Well-tuned foundational systems make cutting-edge projects possible

The savings gained from efficient management of legacy systems can be used to fund projects that explore innovative new technologies.

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AFLAC still uses technology that was developed using assembly, the old programming language. It's part of the mainframe system that runs the insurance company's policy, administration, claims and billing functions, and it works just fine.

But senior vice president and CIO Julia Davis is looking ahead, and she says it's time to upgrade.

The way Davis sees it, the declining supply of assembly coders increases the risk that sometime down the road she could be stuck with a system that no one can maintain or fix.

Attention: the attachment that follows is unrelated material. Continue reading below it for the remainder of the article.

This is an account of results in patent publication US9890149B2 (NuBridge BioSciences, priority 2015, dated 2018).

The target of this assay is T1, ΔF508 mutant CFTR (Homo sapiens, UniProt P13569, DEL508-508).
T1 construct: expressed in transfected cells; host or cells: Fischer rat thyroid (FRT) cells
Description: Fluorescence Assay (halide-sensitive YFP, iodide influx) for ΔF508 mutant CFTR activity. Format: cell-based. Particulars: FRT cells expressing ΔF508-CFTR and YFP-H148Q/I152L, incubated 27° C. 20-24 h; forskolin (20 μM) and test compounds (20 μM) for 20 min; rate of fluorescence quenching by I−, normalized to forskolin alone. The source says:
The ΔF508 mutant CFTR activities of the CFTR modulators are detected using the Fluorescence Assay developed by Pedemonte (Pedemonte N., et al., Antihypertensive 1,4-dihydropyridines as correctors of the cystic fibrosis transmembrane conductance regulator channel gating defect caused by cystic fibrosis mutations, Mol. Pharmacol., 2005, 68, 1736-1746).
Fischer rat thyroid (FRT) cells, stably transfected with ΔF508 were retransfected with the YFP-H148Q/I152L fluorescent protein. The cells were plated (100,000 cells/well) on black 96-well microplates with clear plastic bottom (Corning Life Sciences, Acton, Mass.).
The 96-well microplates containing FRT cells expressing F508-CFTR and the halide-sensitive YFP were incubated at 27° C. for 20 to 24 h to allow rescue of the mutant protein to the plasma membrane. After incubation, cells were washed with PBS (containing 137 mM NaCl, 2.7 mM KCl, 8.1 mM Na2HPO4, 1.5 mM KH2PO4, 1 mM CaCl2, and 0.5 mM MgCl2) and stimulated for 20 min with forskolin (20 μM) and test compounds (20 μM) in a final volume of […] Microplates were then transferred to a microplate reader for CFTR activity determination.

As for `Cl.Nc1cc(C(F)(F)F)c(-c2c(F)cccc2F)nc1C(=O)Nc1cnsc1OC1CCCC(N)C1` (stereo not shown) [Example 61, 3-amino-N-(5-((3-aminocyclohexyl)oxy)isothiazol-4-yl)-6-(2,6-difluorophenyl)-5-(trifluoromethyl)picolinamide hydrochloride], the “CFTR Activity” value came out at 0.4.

Julia Davis, CIO, Aflac [2016] Aflac

Julia Davis, AFLAC

So Davis is upgrading the component under her legacy modernization project, an overhaul with a price tag just south of $1 million that will bring peace of mind to the IT organization at the Columbus, Ga., company.

"It's not going to save me money, but I'm not going to have outages," Davis says.

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